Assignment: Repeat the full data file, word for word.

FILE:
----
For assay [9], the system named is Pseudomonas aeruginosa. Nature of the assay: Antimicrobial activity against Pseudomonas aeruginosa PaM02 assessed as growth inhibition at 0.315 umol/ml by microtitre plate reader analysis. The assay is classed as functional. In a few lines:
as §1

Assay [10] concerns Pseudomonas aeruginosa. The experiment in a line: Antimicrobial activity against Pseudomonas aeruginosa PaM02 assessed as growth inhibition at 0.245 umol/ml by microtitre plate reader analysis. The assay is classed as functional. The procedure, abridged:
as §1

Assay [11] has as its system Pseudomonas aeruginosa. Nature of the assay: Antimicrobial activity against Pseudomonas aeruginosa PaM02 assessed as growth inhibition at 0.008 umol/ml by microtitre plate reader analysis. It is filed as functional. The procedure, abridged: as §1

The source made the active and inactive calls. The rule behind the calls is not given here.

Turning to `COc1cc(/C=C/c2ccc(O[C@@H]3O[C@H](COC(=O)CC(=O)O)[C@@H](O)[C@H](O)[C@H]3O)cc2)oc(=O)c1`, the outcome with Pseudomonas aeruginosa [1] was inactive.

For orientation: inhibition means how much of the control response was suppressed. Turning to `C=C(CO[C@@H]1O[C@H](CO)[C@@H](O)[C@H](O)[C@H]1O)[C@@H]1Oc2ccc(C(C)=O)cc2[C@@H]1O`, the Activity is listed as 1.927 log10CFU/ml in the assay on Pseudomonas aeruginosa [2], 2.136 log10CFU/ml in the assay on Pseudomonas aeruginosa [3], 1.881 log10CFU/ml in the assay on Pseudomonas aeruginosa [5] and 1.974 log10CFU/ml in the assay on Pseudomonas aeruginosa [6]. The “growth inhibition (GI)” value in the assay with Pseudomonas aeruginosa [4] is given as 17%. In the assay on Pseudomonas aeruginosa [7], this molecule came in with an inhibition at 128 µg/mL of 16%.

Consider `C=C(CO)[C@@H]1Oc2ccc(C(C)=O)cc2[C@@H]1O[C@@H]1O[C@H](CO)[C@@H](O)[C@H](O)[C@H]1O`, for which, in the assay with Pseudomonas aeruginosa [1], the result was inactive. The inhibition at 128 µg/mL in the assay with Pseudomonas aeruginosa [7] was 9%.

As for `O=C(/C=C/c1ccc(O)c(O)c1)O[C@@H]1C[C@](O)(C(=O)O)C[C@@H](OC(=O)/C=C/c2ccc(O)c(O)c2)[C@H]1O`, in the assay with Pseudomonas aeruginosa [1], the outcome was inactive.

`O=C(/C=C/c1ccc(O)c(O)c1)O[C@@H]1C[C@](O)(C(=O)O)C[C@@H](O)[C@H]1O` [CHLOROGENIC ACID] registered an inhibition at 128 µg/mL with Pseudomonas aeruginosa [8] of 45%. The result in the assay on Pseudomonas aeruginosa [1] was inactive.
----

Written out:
For assay [9], the system named is Pseudomonas aeruginosa. Nature of the assay: Antimicrobial activity against Pseudomonas aeruginosa PaM02 assessed as growth inhibition at 0.315 umol/ml by microtitre plate reader analysis. The assay is classed as functional. In a few lines:
as §1

Assay [10] concerns Pseudomonas aeruginosa. The experiment in a line: Antimicrobial activity against Pseudomonas aeruginosa PaM02 assessed as growth inhibition at 0.245 umol/ml by microtitre plate reader analysis. The assay is classed as functional. The procedure, abridged:
as §1

Assay [11] has as its system Pseudomonas aeruginosa. Nature of the assay: Antimicrobial activity against Pseudomonas aeruginosa PaM02 assessed as growth inhibition at 0.008 umol/ml by microtitre plate reader analysis. It is filed as functional. The procedure, abridged: as §1

The source made the active and inactive calls. The rule behind the calls is not given here.

Turning to `COc1cc(/C=C/c2ccc(O[C@@H]3O[C@H](COC(=O)CC(=O)O)[C@@H](O)[C@H](O)[C@H]3O)cc2)oc(=O)c1`, the outcome with Pseudomonas aeruginosa [1] was inactive.

For orientation: inhibition means how much of the control response was suppressed. Turning to `C=C(CO[C@@H]1O[C@H](CO)[C@@H](O)[C@H](O)[C@H]1O)[C@@H]1Oc2ccc(C(C)=O)cc2[C@@H]1O`, the Activity is listed as 1.927 log10CFU/ml in the assay on Pseudomonas aeruginosa [2], 2.136 log10CFU/ml in the assay on Pseudomonas aeruginosa [3], 1.881 log10CFU/ml in the assay on Pseudomonas aeruginosa [5] and 1.974 log10CFU/ml in the assay on Pseudomonas aeruginosa [6]. The “growth inhibition (GI)” value in the assay with Pseudomonas aeruginosa [4] is given as 17%. In the assay on Pseudomonas aeruginosa [7], this molecule came in with an inhibition at 128 µg/mL of 16%.

Consider `C=C(CO)[C@@H]1Oc2ccc(C(C)=O)cc2[C@@H]1O[C@@H]1O[C@H](CO)[C@@H](O)[C@H](O)[C@H]1O`, for which, in the assay with Pseudomonas aeruginosa [1], the result was inactive. The inhibition at 128 µg/mL in the assay with Pseudomonas aeruginosa [7] was 9%.

As for `O=C(/C=C/c1ccc(O)c(O)c1)O[C@@H]1C[C@](O)(C(=O)O)C[C@@H](OC(=O)/C=C/c2ccc(O)c(O)c2)[C@H]1O`, in the assay with Pseudomonas aeruginosa [1], the outcome was inactive.

`O=C(/C=C/c1ccc(O)c(O)c1)O[C@@H]1C[C@](O)(C(=O)O)C[C@@H](O)[C@H]1O` [CHLOROGENIC ACID] registered an inhibition at 128 µg/mL with Pseudomonas aeruginosa [8] of 45%. The result in the assay on Pseudomonas aeruginosa [1] was inactive.